Apparently, she didn’t walk home from the bar. She got a ride from some guy she met at the bar, she tells me. They were drinking together when he offered her a ride back. He was pretty drunk, but he told her he was fine to drive. So they got in his truck and headed towards our house. Somewhere along the way, he managed to drive into the neutral ground and run straight into a tree, causing his truck to flip over. They both crawled out of the truck and ran off in different directions. Marissa headed to our house (but not before leaving her purse in the truck, which is how the cops found her at home), the man ran somewhere into the night. And that’s how it happened to be that she came banging on my window.

So all that stuff about the boyfriend chasing her and trying to kill her was totally made up. This never made any sense to me... until I saw the movie Gone Girl. Then the dots connected. A delusional woman angry at a (ex) lover and wanting him to pay so she tries to stain his reputation and make him seem evil? The truth became evident. And the truth is, I’m lucky I’m still alive, cause I was living with a freaking Gone Girl.

The End

*also, Marissa is not her real name, I’m not crazy enough to take that risk.

Thursday, October 16, 2014

Neutrons Protons Article: I Was a Ninja Turtle at Coachella!

Hey everyone,
   one of my stories was published by Neutrons Protons. This is a hilarious story (if I do say so myself, remember I have to be my own hype man here!) about me at Coachella dressed as a ninja turtle, and you can only read it over at Neutrons Protons. So click on the link, and be happy!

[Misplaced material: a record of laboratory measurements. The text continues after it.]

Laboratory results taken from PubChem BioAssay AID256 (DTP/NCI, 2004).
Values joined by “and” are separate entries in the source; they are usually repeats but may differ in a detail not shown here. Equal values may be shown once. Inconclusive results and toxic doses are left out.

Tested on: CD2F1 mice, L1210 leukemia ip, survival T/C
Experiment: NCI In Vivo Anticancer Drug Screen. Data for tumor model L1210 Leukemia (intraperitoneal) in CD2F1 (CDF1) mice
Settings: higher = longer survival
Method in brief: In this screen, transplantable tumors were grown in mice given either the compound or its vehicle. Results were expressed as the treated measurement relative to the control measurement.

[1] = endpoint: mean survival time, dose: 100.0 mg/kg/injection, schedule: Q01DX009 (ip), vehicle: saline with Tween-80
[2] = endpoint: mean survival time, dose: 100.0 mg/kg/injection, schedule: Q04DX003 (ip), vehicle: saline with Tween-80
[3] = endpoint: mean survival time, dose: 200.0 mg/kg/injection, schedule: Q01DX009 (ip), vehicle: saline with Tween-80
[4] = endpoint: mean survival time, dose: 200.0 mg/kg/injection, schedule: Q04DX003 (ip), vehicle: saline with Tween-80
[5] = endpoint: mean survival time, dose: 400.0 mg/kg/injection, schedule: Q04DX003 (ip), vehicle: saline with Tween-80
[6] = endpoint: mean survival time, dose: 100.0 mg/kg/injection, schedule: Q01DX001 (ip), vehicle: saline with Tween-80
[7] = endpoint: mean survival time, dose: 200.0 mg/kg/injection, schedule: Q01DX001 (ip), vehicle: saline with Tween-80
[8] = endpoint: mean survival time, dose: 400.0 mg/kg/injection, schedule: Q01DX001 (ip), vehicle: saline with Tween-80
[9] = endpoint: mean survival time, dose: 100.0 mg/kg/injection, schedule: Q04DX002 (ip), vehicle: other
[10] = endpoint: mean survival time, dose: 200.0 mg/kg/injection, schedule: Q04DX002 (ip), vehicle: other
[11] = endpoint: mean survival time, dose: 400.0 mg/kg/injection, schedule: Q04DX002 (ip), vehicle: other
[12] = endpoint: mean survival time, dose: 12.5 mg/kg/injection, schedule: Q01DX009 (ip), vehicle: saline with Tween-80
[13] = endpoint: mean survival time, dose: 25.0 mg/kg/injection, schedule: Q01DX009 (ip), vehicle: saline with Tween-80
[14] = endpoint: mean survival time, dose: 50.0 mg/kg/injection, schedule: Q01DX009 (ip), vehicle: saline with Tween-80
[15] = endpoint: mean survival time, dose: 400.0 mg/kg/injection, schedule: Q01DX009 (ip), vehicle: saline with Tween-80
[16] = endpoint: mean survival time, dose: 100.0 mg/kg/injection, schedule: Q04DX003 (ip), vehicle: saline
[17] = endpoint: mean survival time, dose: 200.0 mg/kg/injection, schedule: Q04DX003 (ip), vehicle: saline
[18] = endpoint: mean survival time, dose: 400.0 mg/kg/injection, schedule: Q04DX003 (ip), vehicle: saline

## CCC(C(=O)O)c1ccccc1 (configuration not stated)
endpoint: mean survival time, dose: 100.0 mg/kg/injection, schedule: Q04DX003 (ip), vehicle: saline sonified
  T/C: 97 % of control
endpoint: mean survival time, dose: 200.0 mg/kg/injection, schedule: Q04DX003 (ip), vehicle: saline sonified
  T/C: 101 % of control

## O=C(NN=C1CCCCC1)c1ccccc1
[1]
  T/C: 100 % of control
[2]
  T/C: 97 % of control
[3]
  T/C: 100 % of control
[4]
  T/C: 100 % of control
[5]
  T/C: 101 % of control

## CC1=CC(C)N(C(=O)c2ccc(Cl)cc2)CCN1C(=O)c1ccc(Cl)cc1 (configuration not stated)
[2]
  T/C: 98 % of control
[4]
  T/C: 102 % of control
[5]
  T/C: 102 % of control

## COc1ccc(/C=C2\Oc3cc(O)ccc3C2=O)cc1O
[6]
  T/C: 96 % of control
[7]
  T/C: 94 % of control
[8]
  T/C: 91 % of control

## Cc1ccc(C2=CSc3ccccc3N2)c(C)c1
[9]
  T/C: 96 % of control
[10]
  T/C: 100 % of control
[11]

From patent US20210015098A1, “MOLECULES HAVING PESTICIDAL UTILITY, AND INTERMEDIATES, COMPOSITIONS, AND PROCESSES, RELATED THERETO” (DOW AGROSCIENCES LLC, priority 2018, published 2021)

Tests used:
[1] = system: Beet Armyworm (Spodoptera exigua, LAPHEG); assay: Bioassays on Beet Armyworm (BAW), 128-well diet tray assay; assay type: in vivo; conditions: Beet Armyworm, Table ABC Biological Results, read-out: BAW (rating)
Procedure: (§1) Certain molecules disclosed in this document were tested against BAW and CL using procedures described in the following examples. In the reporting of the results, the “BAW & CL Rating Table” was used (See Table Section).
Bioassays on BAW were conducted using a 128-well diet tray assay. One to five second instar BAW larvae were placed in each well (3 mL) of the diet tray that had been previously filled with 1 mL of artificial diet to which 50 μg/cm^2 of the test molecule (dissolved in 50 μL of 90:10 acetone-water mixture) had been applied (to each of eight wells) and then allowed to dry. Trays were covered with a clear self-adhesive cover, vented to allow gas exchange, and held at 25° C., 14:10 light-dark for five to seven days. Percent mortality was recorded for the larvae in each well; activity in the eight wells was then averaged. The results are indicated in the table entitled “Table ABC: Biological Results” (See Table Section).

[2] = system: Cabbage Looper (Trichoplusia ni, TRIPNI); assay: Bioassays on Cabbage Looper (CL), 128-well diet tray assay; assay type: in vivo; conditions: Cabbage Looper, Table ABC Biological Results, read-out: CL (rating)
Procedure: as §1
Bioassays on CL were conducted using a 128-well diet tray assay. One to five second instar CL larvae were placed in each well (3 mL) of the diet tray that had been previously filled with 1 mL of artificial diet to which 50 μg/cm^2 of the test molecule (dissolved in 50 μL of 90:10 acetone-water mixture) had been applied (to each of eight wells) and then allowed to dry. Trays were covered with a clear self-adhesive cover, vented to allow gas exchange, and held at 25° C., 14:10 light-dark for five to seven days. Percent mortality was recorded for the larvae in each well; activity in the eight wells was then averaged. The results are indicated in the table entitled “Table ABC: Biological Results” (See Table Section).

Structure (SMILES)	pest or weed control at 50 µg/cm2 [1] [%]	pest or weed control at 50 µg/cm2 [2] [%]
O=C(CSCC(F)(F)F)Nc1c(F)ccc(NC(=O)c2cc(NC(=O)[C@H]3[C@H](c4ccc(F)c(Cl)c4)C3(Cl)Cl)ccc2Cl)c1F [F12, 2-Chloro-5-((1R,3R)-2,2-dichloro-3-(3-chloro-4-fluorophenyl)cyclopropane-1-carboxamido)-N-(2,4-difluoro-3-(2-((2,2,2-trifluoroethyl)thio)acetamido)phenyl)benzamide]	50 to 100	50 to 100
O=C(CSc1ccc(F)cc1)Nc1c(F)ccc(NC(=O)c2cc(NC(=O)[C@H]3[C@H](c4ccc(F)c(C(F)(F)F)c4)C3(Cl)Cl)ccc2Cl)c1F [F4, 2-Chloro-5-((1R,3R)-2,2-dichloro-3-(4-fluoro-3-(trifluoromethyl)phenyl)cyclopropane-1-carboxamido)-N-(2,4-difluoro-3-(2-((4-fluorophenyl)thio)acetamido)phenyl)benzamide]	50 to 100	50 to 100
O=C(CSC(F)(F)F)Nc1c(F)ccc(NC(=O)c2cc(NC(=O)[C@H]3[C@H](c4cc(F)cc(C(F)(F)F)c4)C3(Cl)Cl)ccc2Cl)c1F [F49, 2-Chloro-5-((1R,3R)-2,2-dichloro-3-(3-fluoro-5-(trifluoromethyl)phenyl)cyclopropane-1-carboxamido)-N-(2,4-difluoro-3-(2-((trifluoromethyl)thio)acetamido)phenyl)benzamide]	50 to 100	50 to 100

Thursday, October 9, 2014

SWAT Team Alarm Clock

As I mentioned in my previous story, I don’t live in a great neighborhood. There are obvious disadvantages to this (also mentioned in my previous story) but there are benefits as well. Here is an example of one of those (well, sort of)…

I went to bed happy the night before, because I knew I was flying home in the morning. I would be leaving this swamp (a swamp that I do love very much, but still a swamp nonetheless) and heading to the redwood mountains that I loved as a child. It was this image of nostalgic warmth that lulled me to sleep. And there I stayed, until…


I woke up with a yelp of fright (I mean this literally, I have this weird thing where if I’m awoken unexpectedly by loud noises I unleash a pitiful yelp for help), and scanned the area for danger.


No danger in my room. I realized I was okay. Then I checked the time. 6:20 am. Shit. My alarm clock was supposed to wake me up twenty minutes ago. I proceeded to fumble with my stupid clock, cursing its incompetence while trying to find the reason why it didn’t go off. 


Fuck. I had set my alarm clock for PM not AM. The classic blunder!  I thanked God for whoever was making that infernal banging noise. If it wasn’t for that, I might have slept right through my flight.


Who the hell was making that noise though, I wondered. Perhaps it was my roommate, locked out possibly, trying to get me to hear his knocking from all the way in my room.

Figuring that was exactly what it was, I go to the door in just my boxers, so I could surprise him with the sight of my hairy, pale/red body.


I opened the door to find a team of SWAT police facing me. Guns at their sides, bullet proof vests on, the whole bit. And judging by their facial reactions I could tell they were just as surprised at the sight of me as I was of them. “What the hell is this white boy doing living in this ghetto, and why is he so hairy and pale and red?” they seemed to be asking.